Child Protect deals with more casesBy Emily Beckett Published 7:43pm Friday, November 9, 2012
Statistics from national non-profit organizations like Safe Horizon and Childhelp shed light on the prevalence of child abuse and neglect cases in the United States, but they might not help one understand how prevalent such cases are at home.
Just ask Jana Zuelzke of Child Protect, Chilton County’s child advocacy center located in Clanton.
Zuelzke can list all of the statistics—the ones for Chilton County and for the United States.
Every day, she and her co-workers see at least one child in their office who has become one of the more than 3 million reports of child abuse in the U.S.
“We had a 25 percent increase in the amount of cases that Child Protect was asked to intervene in the past year,” Zuelzke said. “We helped intervene in 104 cases of alleged sexual abuse, physical abuse and witnesses to crime as required by local law enforcement and DHR. Multiply that number by 10; that’s how many are going unreported in the county if Chilton County trends are similar to national trends.”
Specifically, Child Protect saw more physical abuse cases this past year than it normally does, according to Zuelzke, who said the economic downturn could have something to do with the increase.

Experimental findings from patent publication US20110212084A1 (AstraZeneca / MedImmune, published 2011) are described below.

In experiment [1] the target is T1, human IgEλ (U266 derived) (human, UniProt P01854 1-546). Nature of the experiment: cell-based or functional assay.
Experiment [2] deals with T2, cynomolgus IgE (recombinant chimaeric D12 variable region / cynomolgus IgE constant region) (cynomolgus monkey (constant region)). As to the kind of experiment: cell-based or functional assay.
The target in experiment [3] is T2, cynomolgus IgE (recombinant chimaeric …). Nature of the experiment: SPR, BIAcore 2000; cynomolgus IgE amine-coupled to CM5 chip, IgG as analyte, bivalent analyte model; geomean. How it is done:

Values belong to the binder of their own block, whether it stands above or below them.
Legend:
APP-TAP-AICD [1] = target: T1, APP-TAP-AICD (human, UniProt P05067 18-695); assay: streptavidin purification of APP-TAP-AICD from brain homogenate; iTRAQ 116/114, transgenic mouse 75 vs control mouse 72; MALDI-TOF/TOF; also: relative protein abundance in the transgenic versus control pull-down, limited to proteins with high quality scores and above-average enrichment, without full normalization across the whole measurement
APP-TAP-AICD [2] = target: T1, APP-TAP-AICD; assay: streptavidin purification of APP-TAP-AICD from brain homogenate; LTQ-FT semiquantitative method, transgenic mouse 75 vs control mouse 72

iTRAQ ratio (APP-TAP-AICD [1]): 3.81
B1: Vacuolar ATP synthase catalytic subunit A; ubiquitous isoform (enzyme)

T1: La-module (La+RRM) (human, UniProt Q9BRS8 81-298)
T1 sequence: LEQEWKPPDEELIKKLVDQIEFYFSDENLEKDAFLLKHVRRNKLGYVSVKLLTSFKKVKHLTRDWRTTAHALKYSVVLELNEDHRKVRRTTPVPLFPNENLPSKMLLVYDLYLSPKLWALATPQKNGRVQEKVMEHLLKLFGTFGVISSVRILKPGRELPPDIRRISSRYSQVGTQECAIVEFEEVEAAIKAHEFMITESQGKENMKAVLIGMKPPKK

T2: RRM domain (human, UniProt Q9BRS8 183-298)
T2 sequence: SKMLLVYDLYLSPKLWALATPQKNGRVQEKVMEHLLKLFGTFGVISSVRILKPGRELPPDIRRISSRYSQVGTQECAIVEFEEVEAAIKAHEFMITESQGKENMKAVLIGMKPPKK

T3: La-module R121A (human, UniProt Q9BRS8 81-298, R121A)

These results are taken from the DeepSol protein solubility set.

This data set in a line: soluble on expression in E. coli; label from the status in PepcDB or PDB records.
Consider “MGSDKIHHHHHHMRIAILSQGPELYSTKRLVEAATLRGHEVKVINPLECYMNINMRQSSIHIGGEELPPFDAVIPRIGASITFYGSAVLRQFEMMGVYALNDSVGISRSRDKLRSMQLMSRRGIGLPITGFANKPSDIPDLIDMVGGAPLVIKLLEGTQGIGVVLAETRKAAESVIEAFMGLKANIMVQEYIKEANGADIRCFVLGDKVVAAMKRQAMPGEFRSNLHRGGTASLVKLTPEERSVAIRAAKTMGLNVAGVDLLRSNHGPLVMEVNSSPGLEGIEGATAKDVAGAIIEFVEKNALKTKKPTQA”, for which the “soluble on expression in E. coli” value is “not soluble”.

“We kind of easily overlook it because we think it’s something that doesn’t happen in our county,” Zuelzke said. “I think some of it is being reported, but I’m quite certain some of it’s not, too.”
Assistant District Attorney Brandon Bates of the 19th Judicial Circuit of Alabama works with Child Protect in Clanton when child abuse cases involve a criminal prosecution.
Bates said he and his office work closely with Child Protect and law enforcement agencies from the time a child abuse investigation starts.
“Child Protect is very helpful,” Bates said. “We could not prosecute the cases as we do now without them. They’re extremely helpful in getting the information we need.”
Bates said Zuelzke and the other Child Protect employees are trained as expert professionals to testify in trials, and they are trained to interview children and determine whether their allegations in an abuse case are credible.
“They assist us in making sure that if allegations are made, that they’re truthful allegations,” Bates said. “The last thing we want to do as prosecutors is prosecute someone who is innocent.”